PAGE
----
Tag Archives: ic

Self-learning neuromorphic chip composes music

Peter Clarke @  eedesignnewseurope.com reporting:

Research institute IMEC has created a neuromorphic chip based on metal-oxide ReRAM technology that has the ability to self-learn. That self-learning has been applied to music making.

Self-learning neuromorphic chip composes music – [Link]

Reverse engineering the 76477 sound effect chip

Ken Shirriff has written an article on reverse engineering the 76477 “Space Invaders” sound effect chip:

Remember the old video game Space Invaders? Some of its sound effects were provided by a chip called the 76477 Complex Sound Generation chip. While the sound effects1 produced by this 1978 chip seem primitive today, it was used in many video games, pinball games. But what’s inside this chip and how does it work internally? By reverse-engineering the chip from die photos, we can find out. (Photos courtesy of Sean Riddle.) In this article, I explain how the analog circuits of this chip works and show how the hundreds of transistors on the silicon die form the circuits of this complex chip.

Reverse engineering the 76477 sound effect chip – [Link]

Inside the vintage 74181 ALU chip

Ken Shirriff writes:

The 74181 ALU (arithmetic/logic unit) chip powered many of the minicomputers of the 1970s: it provided fast 4-bit arithmetic and logic functions, and could be combined to handle larger words, making it a key part of many CPUs.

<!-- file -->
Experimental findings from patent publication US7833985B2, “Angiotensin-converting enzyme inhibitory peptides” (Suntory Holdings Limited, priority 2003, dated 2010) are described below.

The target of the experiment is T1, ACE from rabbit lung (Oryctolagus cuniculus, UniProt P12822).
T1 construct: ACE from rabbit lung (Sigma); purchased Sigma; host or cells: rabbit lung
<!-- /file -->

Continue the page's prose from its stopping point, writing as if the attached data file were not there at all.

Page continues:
Inside the vintage 74181 ALU chip – [Link]

64-layer flash IC enables 1-Tbyte chips

Susan Nordyk @ edn.com writes:

Toshiba has added a 512-Gbit (64-Gbyte), 64-layer flash memory device that employs 3-bit-per-cell TLC (triple-level cell) technology to its BiCS Flash product line. This technology will allow the development of 1-terabyte memory chips for use in enterprise and consumer solid-state drives.

64-layer flash IC enables 1-Tbyte chips – [Link]

Bluetooth chip is only 4x4mm

by Julien Happich @ edn-europe.com:

Part of the Swatch group, EM Microelectronic announced what the company believes to be the world’s smallest Bluetooth chip. Offered in a 4x4mm QFN-28 package, in a WLCSP-21 or as a bare-die, the EM9304 is optimized for Bluetooth v4.2 low energy enabled products.

Ultra-thin, high thermal conductivity substrate integrates ESD protection

Clemens Valens @ elektormagazine.com discuss about a new IC substrate. He writes:

A new, ultra-thin ceramic substrate with an ESD strength of up to 25 kV – more than three times higher than the standard 8 kV of state-of-the-art Zener diodes – also features a high thermal conductivity of 22 W/mK. This is three times better than that of conventional carriers, even though the substrate is significantly slimmer. The new technology is especially well-suited for LED applications where the number and density of LEDs per unit continues to grow.

Ultra-thin, high thermal conductivity substrate integrates ESD protection – [Link]

ICStripBoard – PCB rapid prototyping tool